College Park, Maryland - Elizabeth Lopez, a 2018 alumna of the School of Public Health with a bachelor's in Public Health Science, has been named a 2018-19 Global Health Corps (GHC) Fellow. From a pool of over 5,500 applicants across 35 countries, Elizabeth is among the 134 GHC Fellows for this year. Elizabeth is UMD's seventh GHC Fellow since 2011.
The GHC mission is to mobilize a global community of emerging leaders to build the movement for health equity. The aim is to build a network of young changemakers who share a common belief: Health is a human right. The program embraces a philosophy of active problem solving and partnership designed to bring about real and sustainable progress. GHC is committed to creating a new breed of health sector leaders who develop innovative solutions to the most challenging health problems all over the world.
GHC recruits and selects highly qualified applicants with diverse skill sets to work with high-impact organizations in yearlong paid positions. During their fellowship year, fellows make a significant and measurable contribution to the placement organization and the target population.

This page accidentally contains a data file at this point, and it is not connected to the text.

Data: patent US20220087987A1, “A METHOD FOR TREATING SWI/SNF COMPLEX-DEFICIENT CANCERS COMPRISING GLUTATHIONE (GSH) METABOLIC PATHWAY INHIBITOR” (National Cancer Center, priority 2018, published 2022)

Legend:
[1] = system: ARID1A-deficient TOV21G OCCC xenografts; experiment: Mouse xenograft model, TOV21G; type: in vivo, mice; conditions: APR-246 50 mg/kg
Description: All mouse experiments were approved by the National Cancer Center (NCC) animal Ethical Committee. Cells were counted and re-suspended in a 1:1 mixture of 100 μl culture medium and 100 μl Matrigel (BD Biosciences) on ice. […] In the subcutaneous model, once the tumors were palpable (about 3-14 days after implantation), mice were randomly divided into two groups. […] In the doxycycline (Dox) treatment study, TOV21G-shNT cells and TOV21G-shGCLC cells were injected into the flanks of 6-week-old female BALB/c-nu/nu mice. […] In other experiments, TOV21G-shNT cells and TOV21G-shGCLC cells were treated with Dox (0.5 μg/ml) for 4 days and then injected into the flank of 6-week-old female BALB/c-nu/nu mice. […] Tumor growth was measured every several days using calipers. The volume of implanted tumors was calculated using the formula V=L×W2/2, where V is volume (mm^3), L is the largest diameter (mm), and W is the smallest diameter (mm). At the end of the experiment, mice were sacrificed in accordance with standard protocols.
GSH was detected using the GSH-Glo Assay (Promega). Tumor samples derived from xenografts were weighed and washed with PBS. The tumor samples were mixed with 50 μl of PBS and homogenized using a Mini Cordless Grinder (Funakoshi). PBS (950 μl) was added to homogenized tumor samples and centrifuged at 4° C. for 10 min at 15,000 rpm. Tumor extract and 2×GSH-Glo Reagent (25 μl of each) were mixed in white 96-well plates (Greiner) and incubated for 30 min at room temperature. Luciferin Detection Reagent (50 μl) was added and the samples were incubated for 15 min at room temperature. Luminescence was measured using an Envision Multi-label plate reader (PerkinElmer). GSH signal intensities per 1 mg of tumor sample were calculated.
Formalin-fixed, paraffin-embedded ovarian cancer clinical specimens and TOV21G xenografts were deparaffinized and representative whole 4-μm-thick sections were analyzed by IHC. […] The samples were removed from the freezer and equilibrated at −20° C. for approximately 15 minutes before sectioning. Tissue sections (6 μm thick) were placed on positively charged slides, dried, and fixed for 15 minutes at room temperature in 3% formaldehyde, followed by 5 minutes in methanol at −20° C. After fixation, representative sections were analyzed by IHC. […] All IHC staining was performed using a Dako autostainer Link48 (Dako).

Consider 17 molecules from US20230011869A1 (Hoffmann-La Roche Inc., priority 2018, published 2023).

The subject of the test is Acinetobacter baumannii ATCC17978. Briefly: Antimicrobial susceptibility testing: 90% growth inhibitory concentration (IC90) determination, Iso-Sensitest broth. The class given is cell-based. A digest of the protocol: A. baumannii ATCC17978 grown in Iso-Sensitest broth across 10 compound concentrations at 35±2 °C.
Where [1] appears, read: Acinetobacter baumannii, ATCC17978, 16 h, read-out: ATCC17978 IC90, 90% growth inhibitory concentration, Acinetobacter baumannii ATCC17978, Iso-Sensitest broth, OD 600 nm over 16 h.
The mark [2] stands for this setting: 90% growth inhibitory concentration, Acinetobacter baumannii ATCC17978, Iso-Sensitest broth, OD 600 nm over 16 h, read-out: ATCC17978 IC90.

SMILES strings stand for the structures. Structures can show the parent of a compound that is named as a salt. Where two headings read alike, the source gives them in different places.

As a GHC Fellow, Elizabeth is a Knowledge Management Associate with Population Action International (PAI) in Washington D.C. Her focus is the Primary Healthcare Initiative, which aims to help countries reach the goal for universal healthcare by 2030. She is working with different civil society advocates to help draft the initiative and work toward a common goal.
Prior to her GHC Fellowship and while studying abroad in Brazil with the assistance of Benjamin A. Gilman International Scholarship, Elizabeth interned with Forca Feminina, an NGO based in Salvador, Bahia. There she researched efforts to humanize and restore visibility to female and trangender sex workers and she assisted community health workers with public health outreach efforts. For Elizabeth, this was a transformative experience because, as she states, it “opened the door in terms of viewing public health as social justice, viewing it as a humanitarian issue.” Although she had viewed healthcare holistically, her time in Brazil revealed the systemic connections between discrimination, racism, poverty, and gender identity in relation to healthcare access. “If you view these issues in the context of health, there’s so much more there,” she adds. Looking forward, Elizabeth plans to help bridge the gap of health disparities by pursuing a master’s degree in a health-related field and continuing to advocate for health equity.